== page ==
We’ve all been there, right? Especially those of us who write while still managing to work a full time job (or two). I know I have a planner that I stick with, and I’ve got myself scheduled pretty tightly from 7 am to 10 pm. That’s bedtime for me. 10 pm. Only, not tonight. No, tonight I came home from work, went to the gym, then went to WalMart for the weekly lunch shopping. Didn’t get home until 9. It is now 9:53, and I am still eating this salad. (Srsly, why are these so huge and so cheap??)
But today I had to do some research for my current project, A Lady’s Wager. See, almost all of the book has to take place within a ten day span during the Season of 1816. So what kind of activities would throw this couple together, I wondered. Now, I’ve read my share of Regency’s. But I seriously had no idea. Not a single clue.
So again, I ask you – do you think you’re busy today? Check out the activities available for a woman of the Ton.
Wake up sometime before 10 am because
10:00 am – Riding in Hyde Park
Home for breakfast, which might be a simple affair or a full blown fancy schmancy affair.
Then, pay bills or write letters or shop or call upon very close friends
Then, luncheon – after which the men go to their manly pursuits, leaving the woman to choose from afternoon activities such as:
– cricket matches
– promenading in the Park
– attending scientific lectures
– small musicals and concerts
– dramatic matinees
– races (presumably horse, but what about rowing?)
– lawn tennis, lawn bowling
– garden parties
– a trip to the cafe or to a men’s club (where a woman could be invited to dine prior to an outing)
THEN, another turn about Rotten Row in the late afternoon – walking or riding.
5 pm – Afternoon tea, again either an informal affair or a crush
7 pm – dinner, formal, dozens of guests with footmen and waiters
Then, off to the theatre, opera, or a private soiree
And all of that? Just a warm up for the man balls, routs, and soirees that start anywhere from 10 pm to midnight, and go until 3 am.
The good news is that I do not believe I will have a problem creating ten days worth of varying activities. But seriously. How did they do it? I would die.
Now then, it is Tuesday. Tidbit Tuesday, to be exact. Here is today’s Tidbit. It is one of those pesky scenes that came to me out of order. I’m not sure where it will occur, but I do know it is a Garden Party, so check that off the list!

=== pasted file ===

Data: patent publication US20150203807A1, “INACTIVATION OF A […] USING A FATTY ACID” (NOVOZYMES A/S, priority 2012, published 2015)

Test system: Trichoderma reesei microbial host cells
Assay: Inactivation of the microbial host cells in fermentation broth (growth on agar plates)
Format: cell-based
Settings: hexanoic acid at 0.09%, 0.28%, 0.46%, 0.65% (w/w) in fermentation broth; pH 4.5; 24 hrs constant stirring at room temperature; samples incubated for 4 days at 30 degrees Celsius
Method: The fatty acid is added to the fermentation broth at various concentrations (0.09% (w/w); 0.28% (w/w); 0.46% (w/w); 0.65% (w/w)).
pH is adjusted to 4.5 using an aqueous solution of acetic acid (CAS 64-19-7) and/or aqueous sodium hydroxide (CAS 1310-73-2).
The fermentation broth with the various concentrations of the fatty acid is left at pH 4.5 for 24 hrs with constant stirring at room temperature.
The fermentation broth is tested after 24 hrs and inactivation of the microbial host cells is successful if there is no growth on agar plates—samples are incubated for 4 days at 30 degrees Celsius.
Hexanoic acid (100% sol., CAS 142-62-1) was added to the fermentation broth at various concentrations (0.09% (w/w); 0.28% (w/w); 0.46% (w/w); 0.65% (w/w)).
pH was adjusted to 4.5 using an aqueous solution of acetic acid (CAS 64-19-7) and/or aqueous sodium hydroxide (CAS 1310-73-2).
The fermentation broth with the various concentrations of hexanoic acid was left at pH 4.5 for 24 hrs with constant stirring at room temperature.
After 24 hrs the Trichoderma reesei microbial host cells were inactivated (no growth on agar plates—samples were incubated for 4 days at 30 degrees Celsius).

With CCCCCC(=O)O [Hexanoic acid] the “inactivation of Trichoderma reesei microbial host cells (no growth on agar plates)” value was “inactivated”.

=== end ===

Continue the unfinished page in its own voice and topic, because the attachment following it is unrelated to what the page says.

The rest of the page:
“Oh, I would not know. I’ve not ever left London.” The words were said so nonchalantly, he almost didn’t pick up what she had actually said.
When he did, he slowed to a halt next to her. A couple moved around them, the willowy brunette stifling a low giggle. The lawn of the large garden tucked away behind the Hatford’s mansion was freshly mown, leaving behind that unmistakeable of cut grass. Perhaps they would have a bit of summer, after all, thought Stratford. Then, Sarah’s words came back to him.
“You mean to tell me that you have never left London? Not even to take the waters or to join some house party?”
Sarah looked away, her gaze fixed upon her hands. “Not even once, Major.”
He knew she had recently lost a fiance, which was bound to be a sensitive subject. “But surely you attended, erm, that is to say…” He broke off before finishing. How to broach the painful subject? Was it not bad enough that she had loved before him? That she still wore the muted colors of half-mourning?
When she looked up, sadness muted her emerald eyes. He cursed himself ten times a fool. One did not – could not – woo a woman by reminding her of a painful, or tragic, loss.
So, yesterday I posted:
Conversations. Dialogue. I kind of feel like I suck at it. Especially when I compare my writing style to that of published authors. And it isn’t so much that the conversations I’m writing suck, but rather that I pepper my prose with bits of dialogue rather than peppering my dialogue with bits of prose. So how do I fix this? Well, what I’m going to try to do for now is create the ‘rough draft’ version of just the dialogue in my notebook. Then, when I go to put it into Microsoft Word, I’ll pepper in the prose. The action, the movements…
Surely you remember this. No? Well, follow the link, or see the above. Whatever.
Anyway. I actually sat down and created 4.5 handwritten pages of dialogue yesterday. Prior to this, I had struggled with the scene and could barely make my way to the 500 word count mark. Today, I am not done with the scene (perhaps 2/3 done) and I have already reached 1028 words. So, just with this one technique, I have more than doubled my word count. I don’t know about you, but I find that awesome.
Now, I will admit that it is hard to recreate what was going on in my head as yesterday I wrote down only the dialogue. That can be overcome, however; especially since when I move words from pen and paper to Word or yWriter, I always find myself changing things a bit. It’s almost like a mini edit of the super-rough draft to the rough draft. Next time though, I know to make notes of thoughts, feelings, etc.
So yes. It is Sunday. Tomorrow, I start my new job (squee). I am both terribly excited and terribly nervous. My first job in over 3 years where a uniform is not required. But, it’s also out in the boons and I won’t have time for lunch, so I’m taking my notes and working during lunch.
Of course, no writing prompt again this week. I have a problem. I set these writing goals and then break them. It’s because I see writing as something fun, something creative. Not something that gets a deadline or a minimum word count. Even if my book gets picked up, I hope this never changes.
So, off to watch one more episode of CSI before calling it a night. Perhaps I’ll find some relevant writing prompts and throw them in the bucket, lol.
Have a good night!